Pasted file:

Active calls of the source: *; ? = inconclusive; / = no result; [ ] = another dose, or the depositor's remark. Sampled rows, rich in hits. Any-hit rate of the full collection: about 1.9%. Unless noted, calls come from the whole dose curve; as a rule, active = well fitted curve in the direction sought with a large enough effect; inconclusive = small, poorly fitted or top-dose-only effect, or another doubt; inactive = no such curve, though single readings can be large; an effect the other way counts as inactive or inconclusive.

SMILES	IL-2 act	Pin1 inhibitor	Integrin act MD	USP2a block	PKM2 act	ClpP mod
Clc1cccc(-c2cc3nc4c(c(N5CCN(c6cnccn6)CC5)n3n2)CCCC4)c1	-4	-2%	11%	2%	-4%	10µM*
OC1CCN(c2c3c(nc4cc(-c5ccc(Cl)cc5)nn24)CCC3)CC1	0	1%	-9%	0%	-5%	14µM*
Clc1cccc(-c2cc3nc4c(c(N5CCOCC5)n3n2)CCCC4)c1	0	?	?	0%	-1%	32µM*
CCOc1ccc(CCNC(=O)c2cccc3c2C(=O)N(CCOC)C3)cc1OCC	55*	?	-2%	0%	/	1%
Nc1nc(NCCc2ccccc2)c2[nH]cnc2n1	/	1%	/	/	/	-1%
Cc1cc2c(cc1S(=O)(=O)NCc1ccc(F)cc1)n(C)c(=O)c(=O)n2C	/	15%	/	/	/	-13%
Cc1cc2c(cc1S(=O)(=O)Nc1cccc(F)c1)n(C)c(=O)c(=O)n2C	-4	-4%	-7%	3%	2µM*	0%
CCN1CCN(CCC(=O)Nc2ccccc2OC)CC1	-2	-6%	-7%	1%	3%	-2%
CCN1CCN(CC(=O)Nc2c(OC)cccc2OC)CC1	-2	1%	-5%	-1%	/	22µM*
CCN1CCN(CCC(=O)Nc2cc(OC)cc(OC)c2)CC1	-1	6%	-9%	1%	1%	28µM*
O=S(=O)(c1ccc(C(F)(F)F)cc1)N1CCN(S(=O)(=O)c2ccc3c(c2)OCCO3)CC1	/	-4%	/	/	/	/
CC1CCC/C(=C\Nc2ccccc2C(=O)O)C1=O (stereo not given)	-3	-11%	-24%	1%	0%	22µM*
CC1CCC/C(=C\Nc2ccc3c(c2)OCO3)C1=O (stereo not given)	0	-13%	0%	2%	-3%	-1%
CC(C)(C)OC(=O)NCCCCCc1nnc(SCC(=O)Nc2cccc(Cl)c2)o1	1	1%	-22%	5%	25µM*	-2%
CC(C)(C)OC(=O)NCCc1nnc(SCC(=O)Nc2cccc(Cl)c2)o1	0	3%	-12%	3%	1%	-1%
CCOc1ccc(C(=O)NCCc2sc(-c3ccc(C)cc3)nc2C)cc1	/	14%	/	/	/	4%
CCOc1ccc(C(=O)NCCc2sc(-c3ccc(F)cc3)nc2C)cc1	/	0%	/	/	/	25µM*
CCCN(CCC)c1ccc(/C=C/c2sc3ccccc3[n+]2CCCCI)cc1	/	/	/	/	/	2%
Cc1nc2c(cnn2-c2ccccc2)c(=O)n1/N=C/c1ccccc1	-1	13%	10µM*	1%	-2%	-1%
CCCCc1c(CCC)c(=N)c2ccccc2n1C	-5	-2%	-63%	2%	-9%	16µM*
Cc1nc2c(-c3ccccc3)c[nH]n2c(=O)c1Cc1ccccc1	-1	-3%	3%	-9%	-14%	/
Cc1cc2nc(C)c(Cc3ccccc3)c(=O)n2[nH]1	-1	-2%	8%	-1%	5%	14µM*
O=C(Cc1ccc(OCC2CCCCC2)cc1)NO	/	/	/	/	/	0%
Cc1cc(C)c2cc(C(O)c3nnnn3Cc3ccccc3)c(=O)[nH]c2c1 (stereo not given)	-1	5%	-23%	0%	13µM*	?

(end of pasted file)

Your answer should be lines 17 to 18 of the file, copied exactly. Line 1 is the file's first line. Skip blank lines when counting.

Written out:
CC(C)(C)OC(=O)NCCc1nnc(SCC(=O)Nc2cccc(Cl)c2)o1	0	3%	-12%	3%	1%	-1%
CCOc1ccc(C(=O)NCCc2sc(-c3ccc(C)cc3)nc2C)cc1	/	14%	/	/	/	4%